MORGANTOWN, W.Va.–West Virginia’s defense shined against Kanas State last Saturday but Tony Gibson’s dawgs will have a tougher test this Saturday when the Mountaineers travel to Lubbock, Texas.
Texas Tech (3-1) has one the most explosive offenses in the nation and it is definitely the best that WVU (3-0) has faced so far.
Against Oklahoma State last weekend, the Red Raiders scored 41 points on 384 total yards of offense.
True freshman quarterback Alan Bowman has dominated in his three starts, throwing for 1,557 yards and 10 touchdowns. He has thrown just two interceptions.
“He doesn’t hold the ball long enough to see,” defensive coordinator Tony Gibson said. “He gets it out quick and does a really good job of it. I think they’ve only given up four sacks on the year. So, they’re not going to let you hit their quarterback.”
Texas Tech leads the country in passing offense (435.8 yards per game) and total offense (632.5 yards per game).
“They went really, really, really fast,” Mountaineers head coach Dana Holgorsen said. “We have to be prepared for that. It’s different than what Kansas State did against us — or Youngstown or Tennessee. That’s what they’ve decided they’re going to be, which is why they’re running 95 snaps a game. You’ve heard a lot of people talk about tempo. If you’re not very good and you do it, it kills you. If you’re good at it, it’s hard on defenses and they’re executing.”
Currently, WVU leads the Big 12 in total defense and scoring defense.
The Mountaineers are first in the FBS ranks in points allowed (12.3 per game), 62ndin rushing yards allowed (145.0 per game), 44thin passing yards allowed (193.0 per game) and 41stin total yards allowed (338.0 per game).
Last week the defense allowed just six points (two field goals) from the Wildcats.
A huge part of WVU’s success has been due to its talented defensive line.
“Hopefully, we can pressure the quarterback,” Holgorsen said. “They’re doing a really good job of getting things out quick, and it makes it hard to pressure the quarterback when that’s going on. So, we have to take some of the easy stuff away from them, and I’m anxious to watch this (defensive) line. Let’s see if we’re as good as we think we are right there and pressure those guys and try to get the quarterback to make some mistakes.”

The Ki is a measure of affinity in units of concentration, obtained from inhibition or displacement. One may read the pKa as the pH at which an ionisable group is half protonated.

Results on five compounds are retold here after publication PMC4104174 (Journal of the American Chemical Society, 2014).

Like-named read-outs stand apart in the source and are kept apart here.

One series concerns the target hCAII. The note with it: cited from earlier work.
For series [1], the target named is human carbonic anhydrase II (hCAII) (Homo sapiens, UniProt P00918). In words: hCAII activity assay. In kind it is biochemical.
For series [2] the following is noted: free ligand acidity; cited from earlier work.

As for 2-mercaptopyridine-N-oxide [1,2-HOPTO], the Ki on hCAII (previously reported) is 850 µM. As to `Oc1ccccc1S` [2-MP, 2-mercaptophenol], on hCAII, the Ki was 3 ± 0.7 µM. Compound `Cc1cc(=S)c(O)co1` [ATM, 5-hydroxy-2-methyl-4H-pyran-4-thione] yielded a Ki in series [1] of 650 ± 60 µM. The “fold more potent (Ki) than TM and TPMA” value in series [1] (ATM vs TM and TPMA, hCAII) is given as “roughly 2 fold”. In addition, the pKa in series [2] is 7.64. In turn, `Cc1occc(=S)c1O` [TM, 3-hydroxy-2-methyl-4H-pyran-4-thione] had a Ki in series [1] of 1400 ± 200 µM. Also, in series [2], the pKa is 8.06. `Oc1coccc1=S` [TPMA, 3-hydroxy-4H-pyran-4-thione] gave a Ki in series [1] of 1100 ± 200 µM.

While the Red Raiders passing game is dangerous, the ground game cannot be taken lightly.
“I feel like their passing game is really good but their running backs are not to be slept on,” defensive end Ezekiel Rose said. “I feel like their running backs are really good and very versatile. They just have some really good receivers. So, I feel like we’re just going to have to step our game up a bit more.”
Since their loss to Ole Miss in the season opener, Texas Tech’s up-tempo offense has been nearly unstoppable.
“Winning first down is one of the things we are emphasizing in practice,” Rose said. “If you win first down, there’s a greater chance you’ll win the whole series.”
So what do the Mountaineers need to do to slow down Texas Tech’s offense?
“What we have to do is win up front,”Gibson noted. “That’s easy to say, but it’s a lot harder to do when you only have three down. This week is probably not going to be a time where you see four down, just because of what they do and their personnel groupings.”
At times WVU’s defense has given up big plays, which is something they must limit from here on out.
“We got to eliminate big plays and win on first downs,” safety Dravon Askew-Henry said. “If we do that, I feel like we are a great defense. It’s hard to move the ball on us.”
If the Mountaineers get up on the Red Raiders, it is important for them not to slack off at any point.
“When we have gotten up by 20 points, I have seen that we start to play lackadaisical,” Askew-Henry added. “We need to start having that same chip come into the second half every play. I feel that if we do that going into next week, then we’ll be all good.”
Kickoff is scheduled for noon (ET) on Saturday from AT&T Jones Stadium in Lubbock. ESPN2 will televise the game.
Cover Photo Credit: Kelsie LeRose, BGS